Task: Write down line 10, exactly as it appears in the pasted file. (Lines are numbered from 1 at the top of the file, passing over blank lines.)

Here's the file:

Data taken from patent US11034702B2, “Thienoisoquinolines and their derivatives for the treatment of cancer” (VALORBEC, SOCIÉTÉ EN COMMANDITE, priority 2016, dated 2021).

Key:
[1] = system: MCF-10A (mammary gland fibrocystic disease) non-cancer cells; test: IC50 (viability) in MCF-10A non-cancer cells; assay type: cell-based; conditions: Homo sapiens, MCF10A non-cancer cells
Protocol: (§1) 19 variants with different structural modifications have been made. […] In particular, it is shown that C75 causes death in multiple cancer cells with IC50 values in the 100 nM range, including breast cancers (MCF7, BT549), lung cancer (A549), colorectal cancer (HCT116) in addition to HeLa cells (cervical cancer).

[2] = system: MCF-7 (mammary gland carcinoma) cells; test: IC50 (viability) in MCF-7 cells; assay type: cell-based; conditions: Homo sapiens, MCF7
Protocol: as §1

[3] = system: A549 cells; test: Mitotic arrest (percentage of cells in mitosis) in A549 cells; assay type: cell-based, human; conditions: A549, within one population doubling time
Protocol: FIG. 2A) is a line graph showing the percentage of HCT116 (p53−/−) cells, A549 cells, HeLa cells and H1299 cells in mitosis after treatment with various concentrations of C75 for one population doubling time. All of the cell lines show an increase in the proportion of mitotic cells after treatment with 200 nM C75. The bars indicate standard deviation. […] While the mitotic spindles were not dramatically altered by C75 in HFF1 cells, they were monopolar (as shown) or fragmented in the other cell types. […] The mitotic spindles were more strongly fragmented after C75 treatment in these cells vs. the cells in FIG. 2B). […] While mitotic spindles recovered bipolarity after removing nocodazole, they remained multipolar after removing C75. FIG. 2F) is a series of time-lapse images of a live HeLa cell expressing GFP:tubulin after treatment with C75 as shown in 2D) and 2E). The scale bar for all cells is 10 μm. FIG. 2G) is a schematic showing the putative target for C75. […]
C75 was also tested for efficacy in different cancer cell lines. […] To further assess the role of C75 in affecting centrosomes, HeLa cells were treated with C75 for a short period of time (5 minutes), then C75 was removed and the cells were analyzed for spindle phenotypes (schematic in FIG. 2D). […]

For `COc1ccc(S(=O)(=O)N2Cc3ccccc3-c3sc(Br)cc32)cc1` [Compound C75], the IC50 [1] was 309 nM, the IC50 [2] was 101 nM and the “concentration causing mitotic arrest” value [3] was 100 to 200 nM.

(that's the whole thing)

For `COc1ccc(S(=O)(=O)N2Cc3ccccc3-c3sc(Br)cc32)cc1` [Compound C75], the IC50 [1] was 309 nM, the IC50 [2] was 101 nM and the “concentration causing mitotic arrest” value [3] was 100 to 200 nM.